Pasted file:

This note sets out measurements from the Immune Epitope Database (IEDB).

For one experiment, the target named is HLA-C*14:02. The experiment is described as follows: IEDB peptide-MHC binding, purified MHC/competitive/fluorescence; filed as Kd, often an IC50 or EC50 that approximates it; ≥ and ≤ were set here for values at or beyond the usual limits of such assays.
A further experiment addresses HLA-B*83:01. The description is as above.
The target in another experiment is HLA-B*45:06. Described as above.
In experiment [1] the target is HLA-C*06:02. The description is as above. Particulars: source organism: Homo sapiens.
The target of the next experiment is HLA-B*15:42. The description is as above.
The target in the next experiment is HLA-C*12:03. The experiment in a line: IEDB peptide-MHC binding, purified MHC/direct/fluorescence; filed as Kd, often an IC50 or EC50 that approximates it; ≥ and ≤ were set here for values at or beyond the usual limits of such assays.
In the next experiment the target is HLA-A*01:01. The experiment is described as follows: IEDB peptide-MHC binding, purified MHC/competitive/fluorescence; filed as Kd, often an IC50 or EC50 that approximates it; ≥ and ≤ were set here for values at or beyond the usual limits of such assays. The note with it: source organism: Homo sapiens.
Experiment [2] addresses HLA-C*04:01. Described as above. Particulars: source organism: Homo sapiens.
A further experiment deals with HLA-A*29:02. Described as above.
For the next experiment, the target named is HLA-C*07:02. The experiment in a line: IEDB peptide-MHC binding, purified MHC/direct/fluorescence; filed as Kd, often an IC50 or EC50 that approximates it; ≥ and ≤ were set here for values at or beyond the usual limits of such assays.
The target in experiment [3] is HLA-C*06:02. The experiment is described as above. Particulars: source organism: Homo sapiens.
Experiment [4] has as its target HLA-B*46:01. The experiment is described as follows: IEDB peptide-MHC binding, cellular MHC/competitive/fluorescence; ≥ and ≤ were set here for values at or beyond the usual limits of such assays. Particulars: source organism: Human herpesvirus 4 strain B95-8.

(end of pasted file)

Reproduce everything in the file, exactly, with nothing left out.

This note sets out measurements from the Immune Epitope Database (IEDB).

For one experiment, the target named is HLA-C*14:02. The experiment is described as follows: IEDB peptide-MHC binding, purified MHC/competitive/fluorescence; filed as Kd, often an IC50 or EC50 that approximates it; ≥ and ≤ were set here for values at or beyond the usual limits of such assays.
A further experiment addresses HLA-B*83:01. The description is as above.
The target in another experiment is HLA-B*45:06. Described as above.
In experiment [1] the target is HLA-C*06:02. The description is as above. Particulars: source organism: Homo sapiens.
The target of the next experiment is HLA-B*15:42. The description is as above.
The target in the next experiment is HLA-C*12:03. The experiment in a line: IEDB peptide-MHC binding, purified MHC/direct/fluorescence; filed as Kd, often an IC50 or EC50 that approximates it; ≥ and ≤ were set here for values at or beyond the usual limits of such assays.
In the next experiment the target is HLA-A*01:01. The experiment is described as follows: IEDB peptide-MHC binding, purified MHC/competitive/fluorescence; filed as Kd, often an IC50 or EC50 that approximates it; ≥ and ≤ were set here for values at or beyond the usual limits of such assays. The note with it: source organism: Homo sapiens.
Experiment [2] addresses HLA-C*04:01. Described as above. Particulars: source organism: Homo sapiens.
A further experiment deals with HLA-A*29:02. Described as above.
For the next experiment, the target named is HLA-C*07:02. The experiment in a line: IEDB peptide-MHC binding, purified MHC/direct/fluorescence; filed as Kd, often an IC50 or EC50 that approximates it; ≥ and ≤ were set here for values at or beyond the usual limits of such assays.
The target in experiment [3] is HLA-C*06:02. The experiment is described as above. Particulars: source organism: Homo sapiens.
Experiment [4] has as its target HLA-B*46:01. The experiment is described as follows: IEDB peptide-MHC binding, cellular MHC/competitive/fluorescence; ≥ and ≤ were set here for values at or beyond the usual limits of such assays. Particulars: source organism: Human herpesvirus 4 strain B95-8.